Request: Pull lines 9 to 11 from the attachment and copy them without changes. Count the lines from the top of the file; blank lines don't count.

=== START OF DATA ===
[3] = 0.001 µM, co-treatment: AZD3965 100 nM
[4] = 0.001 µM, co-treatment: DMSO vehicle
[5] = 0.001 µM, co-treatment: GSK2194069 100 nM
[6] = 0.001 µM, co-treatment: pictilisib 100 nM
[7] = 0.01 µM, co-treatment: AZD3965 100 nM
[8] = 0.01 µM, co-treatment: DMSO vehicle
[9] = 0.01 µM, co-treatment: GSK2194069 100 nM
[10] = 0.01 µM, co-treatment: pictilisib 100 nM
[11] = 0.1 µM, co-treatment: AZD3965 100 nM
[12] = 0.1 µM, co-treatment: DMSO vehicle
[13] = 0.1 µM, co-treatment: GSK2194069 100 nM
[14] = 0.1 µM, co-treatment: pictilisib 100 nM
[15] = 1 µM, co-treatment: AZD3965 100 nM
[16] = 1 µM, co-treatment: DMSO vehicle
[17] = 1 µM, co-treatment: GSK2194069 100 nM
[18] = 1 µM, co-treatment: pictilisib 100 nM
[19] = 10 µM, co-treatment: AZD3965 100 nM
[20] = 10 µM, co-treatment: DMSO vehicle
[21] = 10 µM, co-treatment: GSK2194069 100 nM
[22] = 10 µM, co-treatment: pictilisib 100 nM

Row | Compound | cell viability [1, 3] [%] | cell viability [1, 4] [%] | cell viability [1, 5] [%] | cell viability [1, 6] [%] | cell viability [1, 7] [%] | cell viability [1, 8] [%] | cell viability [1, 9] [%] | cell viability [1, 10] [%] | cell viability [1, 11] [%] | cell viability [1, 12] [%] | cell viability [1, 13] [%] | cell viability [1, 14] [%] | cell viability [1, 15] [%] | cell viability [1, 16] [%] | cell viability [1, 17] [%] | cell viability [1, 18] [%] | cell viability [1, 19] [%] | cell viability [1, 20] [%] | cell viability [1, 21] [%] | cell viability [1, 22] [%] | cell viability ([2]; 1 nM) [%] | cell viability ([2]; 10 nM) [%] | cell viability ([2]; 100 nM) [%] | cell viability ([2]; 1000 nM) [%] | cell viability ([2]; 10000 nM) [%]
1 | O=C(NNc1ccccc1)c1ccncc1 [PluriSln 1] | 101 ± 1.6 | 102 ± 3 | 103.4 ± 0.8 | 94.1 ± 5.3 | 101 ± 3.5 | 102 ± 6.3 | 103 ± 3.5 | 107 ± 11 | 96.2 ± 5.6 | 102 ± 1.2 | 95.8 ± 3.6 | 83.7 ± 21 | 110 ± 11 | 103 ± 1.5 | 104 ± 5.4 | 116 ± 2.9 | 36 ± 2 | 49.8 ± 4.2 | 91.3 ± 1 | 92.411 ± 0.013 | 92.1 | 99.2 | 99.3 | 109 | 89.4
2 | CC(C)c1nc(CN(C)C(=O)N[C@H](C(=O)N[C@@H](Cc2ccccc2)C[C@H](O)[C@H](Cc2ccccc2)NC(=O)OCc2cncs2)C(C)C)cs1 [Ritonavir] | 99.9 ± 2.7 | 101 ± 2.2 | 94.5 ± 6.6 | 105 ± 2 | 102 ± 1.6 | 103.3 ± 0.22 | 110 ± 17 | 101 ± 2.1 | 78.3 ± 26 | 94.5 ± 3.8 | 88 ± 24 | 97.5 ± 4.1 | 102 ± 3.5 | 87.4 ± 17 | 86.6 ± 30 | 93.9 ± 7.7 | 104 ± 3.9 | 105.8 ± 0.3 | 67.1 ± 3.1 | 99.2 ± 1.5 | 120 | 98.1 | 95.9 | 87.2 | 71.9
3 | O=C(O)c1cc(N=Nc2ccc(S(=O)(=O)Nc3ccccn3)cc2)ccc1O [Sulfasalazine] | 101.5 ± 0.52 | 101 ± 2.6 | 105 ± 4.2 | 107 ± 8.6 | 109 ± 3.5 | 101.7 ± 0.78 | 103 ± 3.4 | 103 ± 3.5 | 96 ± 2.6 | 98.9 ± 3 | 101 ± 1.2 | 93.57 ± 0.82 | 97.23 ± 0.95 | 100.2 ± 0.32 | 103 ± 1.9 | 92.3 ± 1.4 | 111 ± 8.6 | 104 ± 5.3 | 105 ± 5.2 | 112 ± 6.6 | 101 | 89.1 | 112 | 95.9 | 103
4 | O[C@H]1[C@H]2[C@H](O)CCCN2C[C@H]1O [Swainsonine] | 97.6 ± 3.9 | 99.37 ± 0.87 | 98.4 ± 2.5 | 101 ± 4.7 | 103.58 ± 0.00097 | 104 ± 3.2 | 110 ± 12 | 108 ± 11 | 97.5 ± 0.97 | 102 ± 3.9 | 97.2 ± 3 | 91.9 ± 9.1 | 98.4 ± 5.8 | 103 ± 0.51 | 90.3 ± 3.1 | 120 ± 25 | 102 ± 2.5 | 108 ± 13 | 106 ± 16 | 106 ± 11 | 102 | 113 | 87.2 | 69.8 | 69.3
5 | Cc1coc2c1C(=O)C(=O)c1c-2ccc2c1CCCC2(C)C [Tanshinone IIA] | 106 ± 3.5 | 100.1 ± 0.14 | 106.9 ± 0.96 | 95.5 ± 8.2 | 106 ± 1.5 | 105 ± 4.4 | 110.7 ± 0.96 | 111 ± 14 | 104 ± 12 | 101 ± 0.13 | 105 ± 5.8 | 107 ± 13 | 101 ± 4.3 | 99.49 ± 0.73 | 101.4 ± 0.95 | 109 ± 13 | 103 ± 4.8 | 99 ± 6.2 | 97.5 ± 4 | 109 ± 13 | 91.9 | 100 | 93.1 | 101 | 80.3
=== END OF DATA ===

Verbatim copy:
[11] = 0.1 µM, co-treatment: AZD3965 100 nM
[12] = 0.1 µM, co-treatment: DMSO vehicle
[13] = 0.1 µM, co-treatment: GSK2194069 100 nM